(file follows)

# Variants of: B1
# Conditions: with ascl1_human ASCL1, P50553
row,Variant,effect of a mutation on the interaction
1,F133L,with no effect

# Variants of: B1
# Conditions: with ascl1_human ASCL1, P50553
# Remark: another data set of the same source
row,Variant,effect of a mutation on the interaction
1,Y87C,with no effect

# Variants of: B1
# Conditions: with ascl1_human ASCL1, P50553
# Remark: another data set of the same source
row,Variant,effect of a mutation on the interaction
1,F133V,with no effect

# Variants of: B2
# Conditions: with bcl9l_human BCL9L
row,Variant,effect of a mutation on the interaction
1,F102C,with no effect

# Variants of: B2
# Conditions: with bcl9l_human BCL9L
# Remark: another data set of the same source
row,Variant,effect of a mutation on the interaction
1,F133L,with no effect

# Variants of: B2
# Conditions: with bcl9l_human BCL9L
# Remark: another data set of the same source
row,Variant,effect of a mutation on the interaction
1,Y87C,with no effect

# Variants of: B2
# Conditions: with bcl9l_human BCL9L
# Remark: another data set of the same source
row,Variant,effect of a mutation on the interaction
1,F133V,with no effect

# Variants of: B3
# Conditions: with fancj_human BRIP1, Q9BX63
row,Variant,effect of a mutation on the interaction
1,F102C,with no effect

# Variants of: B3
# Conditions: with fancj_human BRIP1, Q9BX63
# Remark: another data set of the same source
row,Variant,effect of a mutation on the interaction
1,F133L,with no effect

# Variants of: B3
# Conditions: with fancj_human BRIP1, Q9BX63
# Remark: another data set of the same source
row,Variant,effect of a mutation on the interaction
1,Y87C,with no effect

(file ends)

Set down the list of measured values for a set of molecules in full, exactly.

# Variants of: B1
# Conditions: with ascl1_human ASCL1, P50553
row,Variant,effect of a mutation on the interaction
1,F133L,with no effect

# Variants of: B1
# Conditions: with ascl1_human ASCL1, P50553
# Remark: another data set of the same source
row,Variant,effect of a mutation on the interaction
1,Y87C,with no effect

# Variants of: B1
# Conditions: with ascl1_human ASCL1, P50553
# Remark: another data set of the same source
row,Variant,effect of a mutation on the interaction
1,F133V,with no effect

# Variants of: B2
# Conditions: with bcl9l_human BCL9L
row,Variant,effect of a mutation on the interaction
1,F102C,with no effect

# Variants of: B2
# Conditions: with bcl9l_human BCL9L
# Remark: another data set of the same source
row,Variant,effect of a mutation on the interaction
1,F133L,with no effect

# Variants of: B2
# Conditions: with bcl9l_human BCL9L
# Remark: another data set of the same source
row,Variant,effect of a mutation on the interaction
1,Y87C,with no effect

# Variants of: B2
# Conditions: with bcl9l_human BCL9L
# Remark: another data set of the same source
row,Variant,effect of a mutation on the interaction
1,F133V,with no effect

# Variants of: B3
# Conditions: with fancj_human BRIP1, Q9BX63
row,Variant,effect of a mutation on the interaction
1,F102C,with no effect

# Variants of: B3
# Conditions: with fancj_human BRIP1, Q9BX63
# Remark: another data set of the same source
row,Variant,effect of a mutation on the interaction
1,F133L,with no effect

# Variants of: B3
# Conditions: with fancj_human BRIP1, Q9BX63
# Remark: another data set of the same source
row,Variant,effect of a mutation on the interaction
1,Y87C,with no effect